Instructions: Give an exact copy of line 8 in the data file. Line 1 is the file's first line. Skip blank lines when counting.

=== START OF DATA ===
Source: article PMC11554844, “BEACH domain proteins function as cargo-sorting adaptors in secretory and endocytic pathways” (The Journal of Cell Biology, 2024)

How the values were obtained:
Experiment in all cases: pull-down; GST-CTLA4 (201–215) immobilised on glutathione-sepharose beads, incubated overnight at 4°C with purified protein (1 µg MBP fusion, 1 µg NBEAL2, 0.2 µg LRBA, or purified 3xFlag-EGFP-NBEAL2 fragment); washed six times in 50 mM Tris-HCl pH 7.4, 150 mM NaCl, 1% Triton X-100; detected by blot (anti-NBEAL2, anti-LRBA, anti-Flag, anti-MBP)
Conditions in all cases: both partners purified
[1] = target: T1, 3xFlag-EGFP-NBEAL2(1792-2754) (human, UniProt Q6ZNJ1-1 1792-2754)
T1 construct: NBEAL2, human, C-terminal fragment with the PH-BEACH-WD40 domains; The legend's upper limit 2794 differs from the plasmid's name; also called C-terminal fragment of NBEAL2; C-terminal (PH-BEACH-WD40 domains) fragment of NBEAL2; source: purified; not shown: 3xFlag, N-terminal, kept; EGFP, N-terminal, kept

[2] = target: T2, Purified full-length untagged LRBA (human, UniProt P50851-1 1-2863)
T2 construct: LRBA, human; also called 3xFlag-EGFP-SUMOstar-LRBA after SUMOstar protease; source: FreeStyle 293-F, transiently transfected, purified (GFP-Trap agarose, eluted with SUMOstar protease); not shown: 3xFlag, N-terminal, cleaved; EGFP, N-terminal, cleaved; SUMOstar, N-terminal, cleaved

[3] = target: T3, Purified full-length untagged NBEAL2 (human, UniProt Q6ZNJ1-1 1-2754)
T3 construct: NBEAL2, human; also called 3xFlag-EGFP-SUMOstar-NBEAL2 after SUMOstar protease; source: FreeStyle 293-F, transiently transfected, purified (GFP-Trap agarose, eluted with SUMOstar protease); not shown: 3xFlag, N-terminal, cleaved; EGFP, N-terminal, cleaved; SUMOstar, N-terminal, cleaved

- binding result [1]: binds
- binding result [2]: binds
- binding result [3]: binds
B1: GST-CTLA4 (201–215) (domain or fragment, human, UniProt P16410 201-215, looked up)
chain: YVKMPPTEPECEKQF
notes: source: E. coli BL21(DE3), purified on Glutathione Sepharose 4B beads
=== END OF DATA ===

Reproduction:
T2 construct: LRBA, human; also called 3xFlag-EGFP-SUMOstar-LRBA after SUMOstar protease; source: FreeStyle 293-F, transiently transfected, purified (GFP-Trap agarose, eluted with SUMOstar protease); not shown: 3xFlag, N-terminal, cleaved; EGFP, N-terminal, cleaved; SUMOstar, N-terminal, cleaved